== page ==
Easter

Acts 10:34-43
Psalm 118
Colossians 3:1-4
Matthew 28:1-10 jail-bars-bent

by Matthew B. Harper

Prison, with a sentence of any length, is a death. It is one of those experiences that changes you forever. Even if your sentence is short, whatever comes next will be touched by your time in prison. This death is more profound when you have a longer sentence, as I do. Coming to prison meant that my old life, and the plans and dreams I had, all died. Acknowledging that was a long and painful grieving process. It felt like the end of my world, and in a way it was.

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Easter Sunday

by Matthew B. Harper

Mark 16:6 – But he said to them, “Do not be alarmed; you are looking for Jesus of Nazareth, who was crucified. He has been raised; he is not here.

C.S. Lewis once wrote that without Easter all our hopes are in vain. I agree. Easter is the undeniable declaration that God is in command, and God is triumphant over the forces of the world that will steal, kill, and destroy. Whatever evil you know, whatever sins you are responsible for, whatever it is that you struggle with, God is over it all.

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Holy Saturday

by Matthew B. Harper

Job 14:14 – If Mortals die, will they live again? All the days of my service I would wait until my release should come.

I live less than a hundred yards from Virginia’s Death Chamber. Death row is at another prison, but inmates are transferred here in a special van few days before their execution and we can see when it is parked outside the fence.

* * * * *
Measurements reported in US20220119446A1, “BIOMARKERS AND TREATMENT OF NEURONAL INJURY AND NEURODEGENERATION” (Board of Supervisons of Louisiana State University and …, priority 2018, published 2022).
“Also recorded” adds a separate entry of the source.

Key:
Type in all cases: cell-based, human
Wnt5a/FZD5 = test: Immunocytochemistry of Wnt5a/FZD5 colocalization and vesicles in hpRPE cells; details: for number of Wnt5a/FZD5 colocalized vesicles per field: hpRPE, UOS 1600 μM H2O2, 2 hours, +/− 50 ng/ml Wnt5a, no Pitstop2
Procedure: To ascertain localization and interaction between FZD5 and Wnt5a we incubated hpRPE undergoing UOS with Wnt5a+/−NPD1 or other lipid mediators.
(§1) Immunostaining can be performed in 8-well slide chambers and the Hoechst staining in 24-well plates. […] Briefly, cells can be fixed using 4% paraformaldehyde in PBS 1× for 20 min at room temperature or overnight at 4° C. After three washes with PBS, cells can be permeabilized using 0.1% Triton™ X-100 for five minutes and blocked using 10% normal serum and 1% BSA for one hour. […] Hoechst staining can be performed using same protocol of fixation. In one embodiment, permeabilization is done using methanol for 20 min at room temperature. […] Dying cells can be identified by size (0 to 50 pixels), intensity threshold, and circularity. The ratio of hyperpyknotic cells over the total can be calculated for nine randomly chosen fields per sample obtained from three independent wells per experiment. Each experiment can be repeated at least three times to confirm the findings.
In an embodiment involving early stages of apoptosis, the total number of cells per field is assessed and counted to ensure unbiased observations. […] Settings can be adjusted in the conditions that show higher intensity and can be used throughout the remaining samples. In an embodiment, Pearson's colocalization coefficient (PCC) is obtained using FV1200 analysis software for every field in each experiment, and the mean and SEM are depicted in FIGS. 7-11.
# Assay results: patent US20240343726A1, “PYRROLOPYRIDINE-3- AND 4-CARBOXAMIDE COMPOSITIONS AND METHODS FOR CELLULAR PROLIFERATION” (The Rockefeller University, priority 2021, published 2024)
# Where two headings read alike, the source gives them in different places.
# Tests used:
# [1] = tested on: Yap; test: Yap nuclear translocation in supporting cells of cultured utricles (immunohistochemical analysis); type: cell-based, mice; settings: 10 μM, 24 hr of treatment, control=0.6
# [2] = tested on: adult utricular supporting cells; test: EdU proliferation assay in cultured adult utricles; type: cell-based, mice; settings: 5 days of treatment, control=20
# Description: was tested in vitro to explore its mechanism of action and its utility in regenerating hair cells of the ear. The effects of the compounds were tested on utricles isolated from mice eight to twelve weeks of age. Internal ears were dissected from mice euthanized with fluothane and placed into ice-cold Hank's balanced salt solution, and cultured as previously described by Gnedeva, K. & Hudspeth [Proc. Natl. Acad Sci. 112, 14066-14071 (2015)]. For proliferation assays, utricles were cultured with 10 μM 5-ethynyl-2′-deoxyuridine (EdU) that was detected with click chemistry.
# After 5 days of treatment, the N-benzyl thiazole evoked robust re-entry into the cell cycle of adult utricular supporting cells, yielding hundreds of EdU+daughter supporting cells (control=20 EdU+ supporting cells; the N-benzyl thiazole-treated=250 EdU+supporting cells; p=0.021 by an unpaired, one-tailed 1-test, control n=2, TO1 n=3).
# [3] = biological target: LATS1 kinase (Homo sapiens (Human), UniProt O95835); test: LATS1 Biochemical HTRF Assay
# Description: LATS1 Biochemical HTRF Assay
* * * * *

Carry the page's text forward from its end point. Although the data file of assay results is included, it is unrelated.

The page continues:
Tonight, over two thousand years ago, the Apostles locked themselves into an upper room and were in despair. Their leader and friend had just been brutally murdered and they had no anticipation of the resurrection. They probably sat and prayed, they may have hoped, they may have despaired.

Every time there is an execution here the chaplain is on call to minister to the condemned man in his last few hours. It is by far the most demanding job he has ever had in his decades of ministry. The night of an execution we are all on a modified lockdown status, and there is always a group of the believers who sit in their individual cells and pray. We pray for forgiveness for this man, for his faith, for the families of his victims, and for his family.

Ultimately, like Job, we do not know what happens after our death. But unlike those disciples of years ago we do know about the resurrection. We know what happened on Easter morning. I condemn the murder of murderers, I think it speaks to the depravity of our society, but I find strength in the word of the holocaust survivor Viktor Frankel: “We are the ones horrible enough to make a gas chamber, and also capable of walking into it with prayers and praise upon our lips.”

O God, creator of heaven and earth: Grant that, as the crucified body of thy dear Son was laid in the tomb and rested on this holy Sabbath, so we may await with Him the coming of the third day, and rise with him to newness of life; who now liveth and reigneth with thee and the Holy Spirit, on God, for ever and ever. Amen. BCP 170